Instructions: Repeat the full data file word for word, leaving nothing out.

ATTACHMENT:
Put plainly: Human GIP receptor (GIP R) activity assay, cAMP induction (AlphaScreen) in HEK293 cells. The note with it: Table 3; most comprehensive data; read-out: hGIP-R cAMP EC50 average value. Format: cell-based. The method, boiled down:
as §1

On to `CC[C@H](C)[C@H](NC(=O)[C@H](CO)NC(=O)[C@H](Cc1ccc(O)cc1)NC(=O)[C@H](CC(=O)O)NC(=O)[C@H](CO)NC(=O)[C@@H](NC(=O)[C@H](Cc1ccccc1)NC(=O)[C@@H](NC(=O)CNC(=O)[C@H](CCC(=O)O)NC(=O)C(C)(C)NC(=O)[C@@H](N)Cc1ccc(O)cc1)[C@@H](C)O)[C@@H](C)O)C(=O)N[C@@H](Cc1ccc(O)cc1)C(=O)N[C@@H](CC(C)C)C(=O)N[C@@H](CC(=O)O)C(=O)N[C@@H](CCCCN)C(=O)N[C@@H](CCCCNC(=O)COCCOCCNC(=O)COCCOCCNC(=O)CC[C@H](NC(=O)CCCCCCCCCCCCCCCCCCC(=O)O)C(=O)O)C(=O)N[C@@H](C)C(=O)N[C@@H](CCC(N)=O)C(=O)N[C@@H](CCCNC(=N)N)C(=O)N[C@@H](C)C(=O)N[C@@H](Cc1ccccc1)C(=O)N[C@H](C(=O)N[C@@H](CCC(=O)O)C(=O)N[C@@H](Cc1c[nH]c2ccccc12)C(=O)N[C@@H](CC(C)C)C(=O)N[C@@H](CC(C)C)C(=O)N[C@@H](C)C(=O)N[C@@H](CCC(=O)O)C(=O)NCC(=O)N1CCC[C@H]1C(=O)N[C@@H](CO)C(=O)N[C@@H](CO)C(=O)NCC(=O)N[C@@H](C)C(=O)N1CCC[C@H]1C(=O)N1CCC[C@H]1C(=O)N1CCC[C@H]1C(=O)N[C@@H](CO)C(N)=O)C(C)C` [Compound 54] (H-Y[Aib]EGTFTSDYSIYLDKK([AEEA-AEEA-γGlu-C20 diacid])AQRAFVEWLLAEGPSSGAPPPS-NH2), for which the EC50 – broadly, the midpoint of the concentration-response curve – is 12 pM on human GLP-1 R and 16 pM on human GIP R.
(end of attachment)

Put plainly: Human GIP receptor (GIP R) activity assay, cAMP induction (AlphaScreen) in HEK293 cells. The note with it: Table 3; most comprehensive data; read-out: hGIP-R cAMP EC50 average value. Format: cell-based. The method, boiled down:
as §1

On to `CC[C@H](C)[C@H](NC(=O)[C@H](CO)NC(=O)[C@H](Cc1ccc(O)cc1)NC(=O)[C@H](CC(=O)O)NC(=O)[C@H](CO)NC(=O)[C@@H](NC(=O)[C@H](Cc1ccccc1)NC(=O)[C@@H](NC(=O)CNC(=O)[C@H](CCC(=O)O)NC(=O)C(C)(C)NC(=O)[C@@H](N)Cc1ccc(O)cc1)[C@@H](C)O)[C@@H](C)O)C(=O)N[C@@H](Cc1ccc(O)cc1)C(=O)N[C@@H](CC(C)C)C(=O)N[C@@H](CC(=O)O)C(=O)N[C@@H](CCCCN)C(=O)N[C@@H](CCCCNC(=O)COCCOCCNC(=O)COCCOCCNC(=O)CC[C@H](NC(=O)CCCCCCCCCCCCCCCCCCC(=O)O)C(=O)O)C(=O)N[C@@H](C)C(=O)N[C@@H](CCC(N)=O)C(=O)N[C@@H](CCCNC(=N)N)C(=O)N[C@@H](C)C(=O)N[C@@H](Cc1ccccc1)C(=O)N[C@H](C(=O)N[C@@H](CCC(=O)O)C(=O)N[C@@H](Cc1c[nH]c2ccccc12)C(=O)N[C@@H](CC(C)C)C(=O)N[C@@H](CC(C)C)C(=O)N[C@@H](C)C(=O)N[C@@H](CCC(=O)O)C(=O)NCC(=O)N1CCC[C@H]1C(=O)N[C@@H](CO)C(=O)N[C@@H](CO)C(=O)NCC(=O)N[C@@H](C)C(=O)N1CCC[C@H]1C(=O)N1CCC[C@H]1C(=O)N1CCC[C@H]1C(=O)N[C@@H](CO)C(N)=O)C(C)C` [Compound 54] (H-Y[Aib]EGTFTSDYSIYLDKK([AEEA-AEEA-γGlu-C20 diacid])AQRAFVEWLLAEGPSSGAPPPS-NH2), for which the EC50 – broadly, the midpoint of the concentration-response curve – is 12 pM on human GLP-1 R and 16 pM on human GIP R.